Mary O’Riordan, who has a share in over 40 hives, begins a new series of columns introducing the art of beekeeping to our readers.
Beekeeping can be a full-time job, a sideline business or a hobby. There are thousands of hobby beekeepers in Ireland. It is a relatively inexpensive pastime that not only provides a sweet harvest each year, but keeps gardeners and farmers happy.
In a series of articles over the next few months, I will be encouraging you to join the growing brigade of beekeepers.
However, there are three considerations to consider before committing yourself to beekeeping: the sting, squeamishness and your back.
Stings can be a major deterrent for the would-be beekeeper. If you keep bees, there is no doubt that you will be stung by them. For most people, a bee sting is slightly painful for a brief period.
Luckily, though, most beekeepers develop immunity to the poison over time. For about one in every 300 people, there is a danger of death from anaphylactic shock brought on by the bee sting. You will probably know your own reaction by now, but you can check with your doctor to determine if you are one of the unlucky people who are allergic to bee stings.
If you are squeamish around insects, then you will have to develop the courage to face thousands of bees each time you open up a hive, which you will be doing often.
This can be daunting, initially, but with time it is awesome; dare I say, you will get a buzz out of it.
You do not have to be physically strong to keep bees, but it is helpful, at times, to have someone to help with the heavy lifting. If the stings can be endured and you don’t suffer from insectophobia, and if the lifting can be accommodated, then go ahead and become a beekeeper.
The initial cost of beekeeping is relatively cheap. You will, however, need to invest in supplies such as a hive, protective clothing, a smoker and hive supplies.
As of this writing, a single, new hive may cost €250 and clothing and gear may cost €120, and new bees may cost €150. Which isn’t that cheap, after all, but you can find starter kits with bees, boxes, and gear for a better combined price.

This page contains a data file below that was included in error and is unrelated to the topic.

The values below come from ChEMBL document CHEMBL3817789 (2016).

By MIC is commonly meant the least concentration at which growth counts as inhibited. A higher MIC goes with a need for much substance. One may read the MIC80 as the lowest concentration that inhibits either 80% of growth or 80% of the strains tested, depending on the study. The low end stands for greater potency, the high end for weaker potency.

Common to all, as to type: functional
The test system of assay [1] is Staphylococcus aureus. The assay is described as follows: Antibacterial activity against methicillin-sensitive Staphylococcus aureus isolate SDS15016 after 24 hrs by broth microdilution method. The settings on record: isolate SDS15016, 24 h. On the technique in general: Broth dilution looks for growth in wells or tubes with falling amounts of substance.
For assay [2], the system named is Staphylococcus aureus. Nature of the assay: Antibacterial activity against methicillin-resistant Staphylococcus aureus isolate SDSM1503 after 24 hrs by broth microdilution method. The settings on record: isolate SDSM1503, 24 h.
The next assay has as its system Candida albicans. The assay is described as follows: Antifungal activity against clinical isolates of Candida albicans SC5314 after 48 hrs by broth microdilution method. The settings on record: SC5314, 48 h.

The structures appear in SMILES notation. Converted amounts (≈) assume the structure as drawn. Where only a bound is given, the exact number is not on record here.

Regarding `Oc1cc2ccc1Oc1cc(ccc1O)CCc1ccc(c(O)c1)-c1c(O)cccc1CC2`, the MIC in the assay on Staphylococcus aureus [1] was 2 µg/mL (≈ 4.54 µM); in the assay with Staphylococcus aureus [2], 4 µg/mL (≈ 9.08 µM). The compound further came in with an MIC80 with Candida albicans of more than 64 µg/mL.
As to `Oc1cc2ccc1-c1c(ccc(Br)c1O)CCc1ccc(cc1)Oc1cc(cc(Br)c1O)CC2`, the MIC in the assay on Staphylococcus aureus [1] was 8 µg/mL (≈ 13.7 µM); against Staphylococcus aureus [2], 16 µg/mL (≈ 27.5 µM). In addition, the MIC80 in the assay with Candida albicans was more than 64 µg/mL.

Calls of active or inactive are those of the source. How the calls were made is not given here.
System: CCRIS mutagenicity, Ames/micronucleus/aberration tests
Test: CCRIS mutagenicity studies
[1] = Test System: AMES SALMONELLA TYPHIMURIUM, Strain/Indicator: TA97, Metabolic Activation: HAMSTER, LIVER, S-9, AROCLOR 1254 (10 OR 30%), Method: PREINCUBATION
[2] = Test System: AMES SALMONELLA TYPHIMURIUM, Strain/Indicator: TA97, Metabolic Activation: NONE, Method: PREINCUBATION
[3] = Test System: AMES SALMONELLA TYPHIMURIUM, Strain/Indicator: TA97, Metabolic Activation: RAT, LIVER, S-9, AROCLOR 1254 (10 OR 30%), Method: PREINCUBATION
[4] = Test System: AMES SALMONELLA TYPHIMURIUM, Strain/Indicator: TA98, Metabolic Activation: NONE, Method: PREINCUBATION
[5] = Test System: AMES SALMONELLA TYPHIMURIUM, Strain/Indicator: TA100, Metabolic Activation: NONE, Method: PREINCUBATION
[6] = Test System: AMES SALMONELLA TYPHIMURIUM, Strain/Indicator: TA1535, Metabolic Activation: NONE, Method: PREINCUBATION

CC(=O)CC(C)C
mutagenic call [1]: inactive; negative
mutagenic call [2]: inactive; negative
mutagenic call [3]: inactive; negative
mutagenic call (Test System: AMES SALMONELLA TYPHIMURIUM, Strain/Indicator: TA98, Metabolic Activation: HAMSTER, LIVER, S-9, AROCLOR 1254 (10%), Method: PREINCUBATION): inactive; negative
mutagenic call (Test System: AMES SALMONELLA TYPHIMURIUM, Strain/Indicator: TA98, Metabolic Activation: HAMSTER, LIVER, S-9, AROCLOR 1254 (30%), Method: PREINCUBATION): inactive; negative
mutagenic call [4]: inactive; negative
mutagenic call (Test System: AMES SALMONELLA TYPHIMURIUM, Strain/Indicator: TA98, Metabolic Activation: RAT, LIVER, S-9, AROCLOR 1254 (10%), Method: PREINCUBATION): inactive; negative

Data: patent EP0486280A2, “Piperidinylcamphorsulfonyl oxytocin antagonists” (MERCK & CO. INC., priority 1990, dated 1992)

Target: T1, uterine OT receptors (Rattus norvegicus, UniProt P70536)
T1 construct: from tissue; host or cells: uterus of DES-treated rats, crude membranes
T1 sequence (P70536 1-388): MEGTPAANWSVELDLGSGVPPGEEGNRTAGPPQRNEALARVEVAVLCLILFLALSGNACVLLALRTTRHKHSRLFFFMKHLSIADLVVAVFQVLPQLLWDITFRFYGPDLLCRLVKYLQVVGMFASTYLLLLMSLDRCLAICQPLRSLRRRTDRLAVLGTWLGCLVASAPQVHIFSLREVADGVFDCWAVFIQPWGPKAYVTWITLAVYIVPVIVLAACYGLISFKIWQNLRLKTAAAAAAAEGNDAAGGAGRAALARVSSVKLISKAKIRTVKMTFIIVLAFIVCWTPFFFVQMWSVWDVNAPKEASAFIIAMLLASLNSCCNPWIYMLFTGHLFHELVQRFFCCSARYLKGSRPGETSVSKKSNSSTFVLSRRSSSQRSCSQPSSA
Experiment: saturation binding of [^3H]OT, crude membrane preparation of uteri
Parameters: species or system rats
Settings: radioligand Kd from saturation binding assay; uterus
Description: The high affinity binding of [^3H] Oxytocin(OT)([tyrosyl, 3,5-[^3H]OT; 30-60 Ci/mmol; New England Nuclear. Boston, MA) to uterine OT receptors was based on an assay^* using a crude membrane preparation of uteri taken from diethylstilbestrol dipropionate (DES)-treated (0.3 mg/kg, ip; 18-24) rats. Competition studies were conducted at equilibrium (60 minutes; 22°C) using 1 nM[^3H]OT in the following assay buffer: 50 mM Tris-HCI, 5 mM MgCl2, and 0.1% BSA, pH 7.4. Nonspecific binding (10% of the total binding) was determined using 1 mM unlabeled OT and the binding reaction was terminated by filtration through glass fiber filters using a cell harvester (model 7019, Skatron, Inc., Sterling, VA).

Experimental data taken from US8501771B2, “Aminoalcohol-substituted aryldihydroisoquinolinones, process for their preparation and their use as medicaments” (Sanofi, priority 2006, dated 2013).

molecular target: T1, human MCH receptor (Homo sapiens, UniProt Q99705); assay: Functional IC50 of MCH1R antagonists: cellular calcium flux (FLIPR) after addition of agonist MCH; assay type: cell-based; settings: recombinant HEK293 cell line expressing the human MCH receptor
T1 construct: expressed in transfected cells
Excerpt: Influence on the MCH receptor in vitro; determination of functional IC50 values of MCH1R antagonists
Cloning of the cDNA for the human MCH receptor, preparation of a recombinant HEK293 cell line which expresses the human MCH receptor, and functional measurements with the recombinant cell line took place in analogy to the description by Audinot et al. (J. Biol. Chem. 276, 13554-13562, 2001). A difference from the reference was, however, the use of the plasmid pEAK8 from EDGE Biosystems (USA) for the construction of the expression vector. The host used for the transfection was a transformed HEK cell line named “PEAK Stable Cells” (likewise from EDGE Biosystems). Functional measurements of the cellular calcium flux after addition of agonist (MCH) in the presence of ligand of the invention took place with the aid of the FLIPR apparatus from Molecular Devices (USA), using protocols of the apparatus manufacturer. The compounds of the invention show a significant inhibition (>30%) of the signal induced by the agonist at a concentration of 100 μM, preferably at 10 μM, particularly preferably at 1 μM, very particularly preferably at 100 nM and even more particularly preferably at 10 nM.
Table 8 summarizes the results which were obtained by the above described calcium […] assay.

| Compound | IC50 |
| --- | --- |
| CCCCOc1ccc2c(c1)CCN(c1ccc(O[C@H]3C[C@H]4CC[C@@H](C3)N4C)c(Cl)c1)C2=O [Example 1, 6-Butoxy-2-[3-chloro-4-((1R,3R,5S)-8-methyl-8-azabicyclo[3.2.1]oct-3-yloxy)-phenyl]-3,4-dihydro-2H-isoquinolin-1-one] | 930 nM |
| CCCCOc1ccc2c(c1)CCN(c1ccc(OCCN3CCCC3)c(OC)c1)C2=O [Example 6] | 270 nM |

The first year can be tough. On top of learning the ins and outs of beekeeping, you may not get a large return of honey.
Be patient with yourself and your bees. Be sure to talk to local beekeepers and beekeeping organisations. Beekeepers tend to be members of local associations, of which there are 57 in Ireland.
Details of your local association may be found at the website of the Federation of Irish Beekeeper Associations (www.irishbeekeeping.ie). Each association has its own programme of lectures and apiary demonstrations. Your local secretary and website will inform you of what’s on.
County Cork Beekeepers’ Association, of which I am a member, hold yearly seminars as well as meetings, and details are on their website: www.cocorkbka.org.
Many local associations have beginners’ courses over the winter and it’s an excellent way to learn about the craft.
It’s always a good idea to go out with an experienced beekeeper, a few times, before raising your own bees.
Basic beekeeping doesn’t require huge amounts of money, time or space, and it can be done in your own back garden, if it is big enough, or you might get a bit of waste ground from a farmer — you can repay him/her with honey.
The head office of Allied Irish Bank, in Dublin, has a hive on the roof, and is looked after by a member of staff. A lot of buildings in London and New York have hives on the roofs.
If you like to drizzle amber honey on your morning toast or just want to help our biodiversity, you might want to give beekeeping — or apiculture — a try.
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